Talking with students

You just know what the topic of conversation will be at school this morning and, perhaps, for the next while.

Hopefully, your school district has planned for such an unfortunate event and you have instructions about these discussions in the employee handbook.  Hopefully, you would have received communications over the weekend or this morning detailing exactly where to find that information and perhaps some additional resources so that you can be prepared.

If you or your students were connected to any kind of media, traditional or social, over the weekend, you couldn’t avoid hearing the details and speculations as news services reported the truths known and tried to be the first to report on “Breaking News” which often can ignore the facts on the chance that they might be the first to tell you something.

Over the weekend, I found this article from Time with suggestions for having this discussion with children.  Upon digging further, there are a number of articles related to this topic.  I particularly liked this one because it gave specific ideas based upon the age of the child having the discussion.  I’ve seen the article shared and reshared as the online community attempts to educate itself.

How to Talk to Your Kids About the Attacks in Paris

Sheila Stewart shared an article that she thought was particularly good as well.

In Response to Paris…

Hopefully you’ll find these articles, in addition to your districts resources, helpful today.  It’s a sombre reminder to society how the teaching profession can reach out and do so much more for children than just teaching subject content.

Peace.

2 thoughts on “Talking with students

  1. Doug:

    Thanks for sharing Sheila’s find. To me, it was, bar none, the best piece I’ve read on this topic. The author’s unique, and tragic, personal experience made it very, very relevant and (to use a little jargon) pretty solidly based in action research. Wow.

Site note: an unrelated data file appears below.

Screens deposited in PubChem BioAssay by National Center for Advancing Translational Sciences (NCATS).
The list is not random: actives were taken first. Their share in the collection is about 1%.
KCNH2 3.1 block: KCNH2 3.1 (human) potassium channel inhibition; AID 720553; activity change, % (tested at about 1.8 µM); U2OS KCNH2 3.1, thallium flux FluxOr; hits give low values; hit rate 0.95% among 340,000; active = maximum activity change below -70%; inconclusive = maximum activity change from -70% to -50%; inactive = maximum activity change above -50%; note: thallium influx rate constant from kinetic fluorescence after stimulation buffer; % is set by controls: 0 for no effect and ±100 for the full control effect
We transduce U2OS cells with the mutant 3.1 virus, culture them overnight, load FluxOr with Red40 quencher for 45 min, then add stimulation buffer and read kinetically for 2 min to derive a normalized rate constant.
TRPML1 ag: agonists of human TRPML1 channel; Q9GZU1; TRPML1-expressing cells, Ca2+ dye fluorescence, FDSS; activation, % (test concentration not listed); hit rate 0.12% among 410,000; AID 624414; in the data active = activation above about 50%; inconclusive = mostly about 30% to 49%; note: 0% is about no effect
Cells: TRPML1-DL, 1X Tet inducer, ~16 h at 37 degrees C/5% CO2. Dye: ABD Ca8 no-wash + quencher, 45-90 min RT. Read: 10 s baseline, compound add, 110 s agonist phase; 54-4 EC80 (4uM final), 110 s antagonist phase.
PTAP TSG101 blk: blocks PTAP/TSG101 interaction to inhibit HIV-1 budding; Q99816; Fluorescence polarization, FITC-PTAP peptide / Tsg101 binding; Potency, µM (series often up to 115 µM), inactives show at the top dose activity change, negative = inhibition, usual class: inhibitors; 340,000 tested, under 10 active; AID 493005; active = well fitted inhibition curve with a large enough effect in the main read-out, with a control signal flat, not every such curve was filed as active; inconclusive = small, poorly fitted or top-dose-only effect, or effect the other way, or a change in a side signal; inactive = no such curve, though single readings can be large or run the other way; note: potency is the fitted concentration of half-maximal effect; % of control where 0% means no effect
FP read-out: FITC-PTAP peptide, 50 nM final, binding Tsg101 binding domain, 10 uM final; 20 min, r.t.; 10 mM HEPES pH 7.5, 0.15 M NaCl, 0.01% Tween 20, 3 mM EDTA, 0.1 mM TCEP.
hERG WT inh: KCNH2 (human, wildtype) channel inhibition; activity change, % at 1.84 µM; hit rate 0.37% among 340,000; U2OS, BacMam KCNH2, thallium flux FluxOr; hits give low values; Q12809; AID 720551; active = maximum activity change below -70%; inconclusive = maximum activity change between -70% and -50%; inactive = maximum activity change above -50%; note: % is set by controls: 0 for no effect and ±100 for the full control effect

I had some interesting experiences yesterday, because the unique tweak in Peterborough was the fire on Saturday night at our only local mosque, and that was something we also needed to talk about with our students. As ever, I was amazed at the number of my students who had not heard that this had happened. We also had some really interesting discussion about why we might pay more attention/hear more about this than we would the situations that are happening in other places in the world. My kids were very honest about the fact that it is much easier to identify with victims of terrorism that look like them and live like them. Some of my kids have been to Paris, some to the Place de la Republique, and all of them have a frame of reference for Paris, even if it’s just the Eiffel Tower. Not so, Beirut.

    Always worth having the conversations with my intermediate kids – even with pushing through the challenges of having the discussion in a second language. I learn, every time.

    Like

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